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Short-Versus Long-Range Effects of Spemann’s Organizer

  • Ira L. Blitz
  • Ken W. Y. Cho
Chapter

Abstract

Spemann and Mangold’s organizer grafting experiments provided the first evidence that the organizer produces signals that modify the dorsal-ventral (D-V) specification of the surrounding mesoderm. However, the distance over which these signals act remains poorly understood. Transplantation of gastrula organizer tissue from an unpigmented donor embryo into the lateral margin of a pigmented host of similar stage resulted in re-specification of prospective lateral plate mesoderm into more dorsal mesodermal tissue types including somitic muscle and pronephric kidney (Spemann and Mangold 1924). Since the grafted tissue contributed primarily to the notochord, this observation implicated organizer mesoderm in the orchestration of the development of paraxial and intermediate mesodermal cell types. Likewise, in ventralized embryos that fail to develop any axial or paraxial mesodermal (or neural) tissue, transplantation of an organizer completely rescues normal pattern (Gimlich 1986). These experiments are a powerful demonstration that the organizer has wide-ranging effects on embryonic development. Many depictions (see Fig. 2.2) of the organizer’s long-range effects on the marginal zone promote the idea that diffusible factors spread from the organizer into the surrounding tissues of the embryo during early gastrula stage and over large distances to specify each of the different mesodermal domains. But does this happen in vivo?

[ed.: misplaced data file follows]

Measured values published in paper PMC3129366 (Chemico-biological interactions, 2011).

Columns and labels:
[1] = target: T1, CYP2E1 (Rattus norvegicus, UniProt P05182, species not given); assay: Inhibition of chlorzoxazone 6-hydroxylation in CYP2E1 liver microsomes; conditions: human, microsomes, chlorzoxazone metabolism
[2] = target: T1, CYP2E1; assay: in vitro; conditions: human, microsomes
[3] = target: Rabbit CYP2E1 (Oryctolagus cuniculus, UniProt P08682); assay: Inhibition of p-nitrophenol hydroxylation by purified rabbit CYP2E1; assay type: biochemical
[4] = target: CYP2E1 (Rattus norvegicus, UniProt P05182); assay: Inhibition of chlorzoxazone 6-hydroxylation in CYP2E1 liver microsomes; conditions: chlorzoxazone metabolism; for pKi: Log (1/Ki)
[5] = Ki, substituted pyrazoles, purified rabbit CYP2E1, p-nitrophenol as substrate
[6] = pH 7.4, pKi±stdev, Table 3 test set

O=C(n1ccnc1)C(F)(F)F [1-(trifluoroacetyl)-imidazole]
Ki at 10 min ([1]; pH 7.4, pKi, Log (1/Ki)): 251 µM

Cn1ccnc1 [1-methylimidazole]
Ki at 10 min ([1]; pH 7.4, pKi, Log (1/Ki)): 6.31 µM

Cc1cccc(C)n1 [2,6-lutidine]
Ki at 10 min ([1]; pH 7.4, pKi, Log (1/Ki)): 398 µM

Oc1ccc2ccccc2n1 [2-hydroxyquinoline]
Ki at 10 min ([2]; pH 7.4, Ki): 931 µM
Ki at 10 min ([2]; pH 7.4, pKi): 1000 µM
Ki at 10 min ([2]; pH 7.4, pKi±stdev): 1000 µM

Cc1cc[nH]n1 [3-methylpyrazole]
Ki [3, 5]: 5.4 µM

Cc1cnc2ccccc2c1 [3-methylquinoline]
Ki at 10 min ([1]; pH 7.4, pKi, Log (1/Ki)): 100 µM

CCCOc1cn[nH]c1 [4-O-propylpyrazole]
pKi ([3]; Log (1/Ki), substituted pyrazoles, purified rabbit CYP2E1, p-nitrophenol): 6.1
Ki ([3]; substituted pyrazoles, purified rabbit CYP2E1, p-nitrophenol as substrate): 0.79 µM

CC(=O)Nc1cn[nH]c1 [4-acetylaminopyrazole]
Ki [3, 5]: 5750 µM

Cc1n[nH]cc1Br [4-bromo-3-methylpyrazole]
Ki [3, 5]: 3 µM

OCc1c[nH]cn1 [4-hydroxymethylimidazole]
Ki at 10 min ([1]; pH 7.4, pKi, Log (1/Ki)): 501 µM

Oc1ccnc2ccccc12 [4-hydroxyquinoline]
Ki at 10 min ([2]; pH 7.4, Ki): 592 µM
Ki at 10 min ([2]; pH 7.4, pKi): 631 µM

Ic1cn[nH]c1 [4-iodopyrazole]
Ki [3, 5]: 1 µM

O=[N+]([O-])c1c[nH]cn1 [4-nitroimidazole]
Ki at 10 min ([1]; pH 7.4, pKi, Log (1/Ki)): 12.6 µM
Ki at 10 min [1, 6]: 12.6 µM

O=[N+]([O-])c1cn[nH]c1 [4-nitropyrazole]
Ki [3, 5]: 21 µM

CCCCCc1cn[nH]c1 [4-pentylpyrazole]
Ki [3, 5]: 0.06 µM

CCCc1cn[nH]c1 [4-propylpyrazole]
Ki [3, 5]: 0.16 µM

Keywords

Late Blastula Early Gastrula Stage Early Gastrulation Bone Morphogenetic Protein Inhibitor Pronephric Tubule 
These keywords were added by machine and not by the authors. This process is experimental and the keywords may be updated as the learning algorithm improves.

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Copyright information

© Springer-Verlag Berlin Heidelberg 2004

Authors and Affiliations

  • Ira L. Blitz
  • Ken W. Y. Cho
    • 1
  1. 1.Department of Developmental and Cell Biology and the Developmental Biology CenterUniversity of CaliforniaIrvineUSA

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